Molecular Staging of Prostate Cancer: Dream or Reality?
Molecular Staging of Prostate Cancer: Dream or Reality?
Prostate cancer is the second leading cause of
cancer-related deaths in US men. It is estimated that 184,500 new
cases of prostate cancer will be diagnosed in the United States in
1998, and over 39,200 deaths will result from this cancer.
Recently, the National Cancer Institute has determined that the death
rate from prostate cancer has decreased slightly; this may reflect
favorable results achieved through early detection.
Unfortunately, the majority of patients with prostate cancer have
extraprostatic spread at the time of diagnosis. Although nearly 60%
of newly diagnosed cases of prostate cancer are predicted to be
organ-confined based on digital rectal examination (DRE), serum
prostatic specific antigen (PSA) levels, and histologic grading
(Gleason score on biopsy), between 26% and 68% of these patients are
ultimately found to have organ-confined disease on final pathologic
analysis. Thus, more than one-third of men with clinically
localized prostate cancer have extraprostatic disease at the time of
surgery and are not curable by surgery alone.
Currently, preoperative staging of clinically localized prostate
cancer is based on DRE findings, serum PSA level, and the results of
prostate needle biopsy and radiologic explorations. Digital rectal
examination frequently understages the extent of tumor. Imaging
modalities, such as endorectal coil magnetic resonance imaging (MRI)
and ultrasound, add little to the accuracy of preoperative staging.
The preoperative serum PSA value may be difficult to interpret, due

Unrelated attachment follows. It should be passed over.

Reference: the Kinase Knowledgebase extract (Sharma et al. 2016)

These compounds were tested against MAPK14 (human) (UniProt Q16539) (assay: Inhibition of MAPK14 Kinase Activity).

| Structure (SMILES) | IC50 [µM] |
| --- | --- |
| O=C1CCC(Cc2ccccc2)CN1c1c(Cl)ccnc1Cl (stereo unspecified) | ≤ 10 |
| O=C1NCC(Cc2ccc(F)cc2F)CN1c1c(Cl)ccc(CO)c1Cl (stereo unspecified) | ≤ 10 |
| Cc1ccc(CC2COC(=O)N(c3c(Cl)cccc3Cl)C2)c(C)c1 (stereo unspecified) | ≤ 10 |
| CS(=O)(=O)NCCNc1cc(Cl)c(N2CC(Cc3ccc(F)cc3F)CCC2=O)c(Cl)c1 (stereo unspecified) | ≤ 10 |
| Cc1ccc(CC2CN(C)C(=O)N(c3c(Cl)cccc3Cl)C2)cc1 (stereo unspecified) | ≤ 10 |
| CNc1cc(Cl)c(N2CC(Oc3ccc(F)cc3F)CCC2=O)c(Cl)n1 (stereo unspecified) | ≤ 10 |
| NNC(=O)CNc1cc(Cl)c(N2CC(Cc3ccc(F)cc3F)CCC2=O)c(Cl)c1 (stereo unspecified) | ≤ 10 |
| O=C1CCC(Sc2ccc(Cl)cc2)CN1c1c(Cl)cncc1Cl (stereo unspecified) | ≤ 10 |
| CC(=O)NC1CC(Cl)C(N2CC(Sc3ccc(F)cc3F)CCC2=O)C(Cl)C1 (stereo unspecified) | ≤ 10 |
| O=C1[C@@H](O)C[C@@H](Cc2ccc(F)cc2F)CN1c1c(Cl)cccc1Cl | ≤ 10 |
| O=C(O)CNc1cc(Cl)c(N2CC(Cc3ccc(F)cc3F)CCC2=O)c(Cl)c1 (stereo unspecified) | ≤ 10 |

to the volume of benign prostatic hyperplasia and the degree of tumor
differentiation. Therefore, serum PSA levels are not sufficiently
reliable to predict final pathologic stage on an individual basis in
patients with localized prostate cancer.
Preoperative Gleason score determined from biopsy specimens strongly
correlates with final pathologic stage in patients at either extreme
of the scoring system (ie, those with Gleason scores from 2 to 4 or
from 8 to 10). Unfortunately, prediction of pathologic stage is
not as reliable for the more than 75% of men whose Gleason score
falls between 5 and 7. Thus, improvements in existing preoperative
staging techniques are clearly needed.
Recent advances in molecular biology have allowed for the detection
of prostate cells in the peripheral blood. Through the use of reverse
transcription followed by the polymerase chain reaction (RT-PCR) with
primers specific for PSA messenger RNA (mRNA) or prostate-specific
membrane antigen (PSMA) mRNA, circulating prostate cells can be
identified.[7-36] This technique has been reported to detect cells in
over 80% of patients with metastatic disease and in 40% of those with
clinically localized prostate cancer.
There is a considerable debate over the clinical use of RT-PCR as a
preoperative indicator of extraprostatic disease. This article will
review the literature on the ability of RT-PCR to predict final
pathologic stage and PSA recurrence after radical prostatectomy.
In 1992, Moreno et al reported the detection of circulating cells by
RT-PCR for PSA in patients with metastatic prostate cancer. In
1994, Katz et al introduced the concept of molecular staging using
RT-PCR technology. They found that the test could predict surgical
failure (ie, capsular penetration, surgical margins, and seminal
vesicle involvement) with high specificity and sensitivity.
Since the publication of the study by Katz et al, several teams
have developed RT-PCR procedures to detect circulating cells and have
evaluated these procedures in their patients.[13-36] To date, only
one other team found a correlation between RT-PCRpositive
results and pathologic stage.
At Columbia-Presbyterian Medical Center, ongoing investigations have
studied the performance of RT-PCR in the staging of prostate cancer
patients prior to radical prostatectomy.[7-12] The tests
sensitivity, specificity, positive predictive value, negative
predictive value, accuracy, and odds ratio for various surgical